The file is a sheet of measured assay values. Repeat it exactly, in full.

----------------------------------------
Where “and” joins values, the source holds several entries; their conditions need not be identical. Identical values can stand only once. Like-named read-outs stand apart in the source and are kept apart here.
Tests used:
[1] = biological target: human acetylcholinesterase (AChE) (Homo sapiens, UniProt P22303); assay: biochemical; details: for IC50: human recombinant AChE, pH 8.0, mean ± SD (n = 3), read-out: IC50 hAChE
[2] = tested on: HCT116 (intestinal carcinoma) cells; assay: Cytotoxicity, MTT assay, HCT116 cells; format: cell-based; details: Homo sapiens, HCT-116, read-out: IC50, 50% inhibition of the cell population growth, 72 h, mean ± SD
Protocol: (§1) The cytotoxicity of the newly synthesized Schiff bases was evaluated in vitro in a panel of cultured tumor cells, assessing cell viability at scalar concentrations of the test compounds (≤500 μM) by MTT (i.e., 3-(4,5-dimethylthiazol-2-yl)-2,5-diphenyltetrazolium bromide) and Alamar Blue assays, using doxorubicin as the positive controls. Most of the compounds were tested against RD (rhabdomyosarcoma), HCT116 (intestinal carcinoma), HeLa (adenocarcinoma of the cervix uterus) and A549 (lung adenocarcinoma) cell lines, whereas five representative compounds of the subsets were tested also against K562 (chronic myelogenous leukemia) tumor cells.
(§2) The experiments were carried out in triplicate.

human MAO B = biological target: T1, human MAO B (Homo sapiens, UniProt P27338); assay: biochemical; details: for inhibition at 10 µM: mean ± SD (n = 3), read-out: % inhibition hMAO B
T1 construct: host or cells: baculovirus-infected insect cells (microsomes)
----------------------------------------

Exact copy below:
Where “and” joins values, the source holds several entries; their conditions need not be identical. Identical values can stand only once. Like-named read-outs stand apart in the source and are kept apart here.
Tests used:
[1] = biological target: human acetylcholinesterase (AChE) (Homo sapiens, UniProt P22303); assay: biochemical; details: for IC50: human recombinant AChE, pH 8.0, mean ± SD (n = 3), read-out: IC50 hAChE
[2] = tested on: HCT116 (intestinal carcinoma) cells; assay: Cytotoxicity, MTT assay, HCT116 cells; format: cell-based; details: Homo sapiens, HCT-116, read-out: IC50, 50% inhibition of the cell population growth, 72 h, mean ± SD
Protocol: (§1) The cytotoxicity of the newly synthesized Schiff bases was evaluated in vitro in a panel of cultured tumor cells, assessing cell viability at scalar concentrations of the test compounds (≤500 μM) by MTT (i.e., 3-(4,5-dimethylthiazol-2-yl)-2,5-diphenyltetrazolium bromide) and Alamar Blue assays, using doxorubicin as the positive controls. Most of the compounds were tested against RD (rhabdomyosarcoma), HCT116 (intestinal carcinoma), HeLa (adenocarcinoma of the cervix uterus) and A549 (lung adenocarcinoma) cell lines, whereas five representative compounds of the subsets were tested also against K562 (chronic myelogenous leukemia) tumor cells.
(§2) The experiments were carried out in triplicate.

human MAO B = biological target: T1, human MAO B (Homo sapiens, UniProt P27338); assay: biochemical; details: for inhibition at 10 µM: mean ± SD (n = 3), read-out: % inhibition hMAO B
T1 construct: host or cells: baculovirus-infected insect cells (microsomes)